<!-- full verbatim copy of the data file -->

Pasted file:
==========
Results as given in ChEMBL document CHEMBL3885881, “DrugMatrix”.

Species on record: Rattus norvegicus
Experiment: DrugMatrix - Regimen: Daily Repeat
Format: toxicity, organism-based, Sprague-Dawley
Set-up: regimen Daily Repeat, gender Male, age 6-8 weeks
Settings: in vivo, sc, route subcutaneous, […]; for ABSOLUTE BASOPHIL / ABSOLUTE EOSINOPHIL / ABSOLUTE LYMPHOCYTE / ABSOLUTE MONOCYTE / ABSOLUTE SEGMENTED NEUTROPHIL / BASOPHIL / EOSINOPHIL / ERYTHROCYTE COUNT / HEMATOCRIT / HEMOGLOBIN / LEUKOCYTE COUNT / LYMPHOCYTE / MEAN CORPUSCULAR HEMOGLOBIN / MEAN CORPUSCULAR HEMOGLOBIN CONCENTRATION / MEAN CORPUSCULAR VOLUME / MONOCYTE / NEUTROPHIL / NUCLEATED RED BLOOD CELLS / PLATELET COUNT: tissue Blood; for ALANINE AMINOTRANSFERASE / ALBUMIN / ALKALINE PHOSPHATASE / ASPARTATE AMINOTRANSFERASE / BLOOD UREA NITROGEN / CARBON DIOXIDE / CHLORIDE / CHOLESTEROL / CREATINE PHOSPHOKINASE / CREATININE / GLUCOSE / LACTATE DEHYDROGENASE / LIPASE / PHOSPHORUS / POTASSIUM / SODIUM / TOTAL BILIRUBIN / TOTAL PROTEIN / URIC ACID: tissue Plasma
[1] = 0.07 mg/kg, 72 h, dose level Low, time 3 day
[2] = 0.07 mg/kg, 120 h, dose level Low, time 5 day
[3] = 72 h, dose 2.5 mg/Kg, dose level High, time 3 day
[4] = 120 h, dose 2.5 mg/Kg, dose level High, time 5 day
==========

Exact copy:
Results as given in ChEMBL document CHEMBL3885881, “DrugMatrix”.

Species on record: Rattus norvegicus
Experiment: DrugMatrix - Regimen: Daily Repeat
Format: toxicity, organism-based, Sprague-Dawley
Set-up: regimen Daily Repeat, gender Male, age 6-8 weeks
Settings: in vivo, sc, route subcutaneous, […]; for ABSOLUTE BASOPHIL / ABSOLUTE EOSINOPHIL / ABSOLUTE LYMPHOCYTE / ABSOLUTE MONOCYTE / ABSOLUTE SEGMENTED NEUTROPHIL / BASOPHIL / EOSINOPHIL / ERYTHROCYTE COUNT / HEMATOCRIT / HEMOGLOBIN / LEUKOCYTE COUNT / LYMPHOCYTE / MEAN CORPUSCULAR HEMOGLOBIN / MEAN CORPUSCULAR HEMOGLOBIN CONCENTRATION / MEAN CORPUSCULAR VOLUME / MONOCYTE / NEUTROPHIL / NUCLEATED RED BLOOD CELLS / PLATELET COUNT: tissue Blood; for ALANINE AMINOTRANSFERASE / ALBUMIN / ALKALINE PHOSPHATASE / ASPARTATE AMINOTRANSFERASE / BLOOD UREA NITROGEN / CARBON DIOXIDE / CHLORIDE / CHOLESTEROL / CREATINE PHOSPHOKINASE / CREATININE / GLUCOSE / LACTATE DEHYDROGENASE / LIPASE / PHOSPHORUS / POTASSIUM / SODIUM / TOTAL BILIRUBIN / TOTAL PROTEIN / URIC ACID: tissue Plasma
[1] = 0.07 mg/kg, 72 h, dose level Low, time 3 day
[2] = 0.07 mg/kg, 120 h, dose level Low, time 5 day
[3] = 72 h, dose 2.5 mg/Kg, dose level High, time 3 day
[4] = 120 h, dose 2.5 mg/Kg, dose level High, time 5 day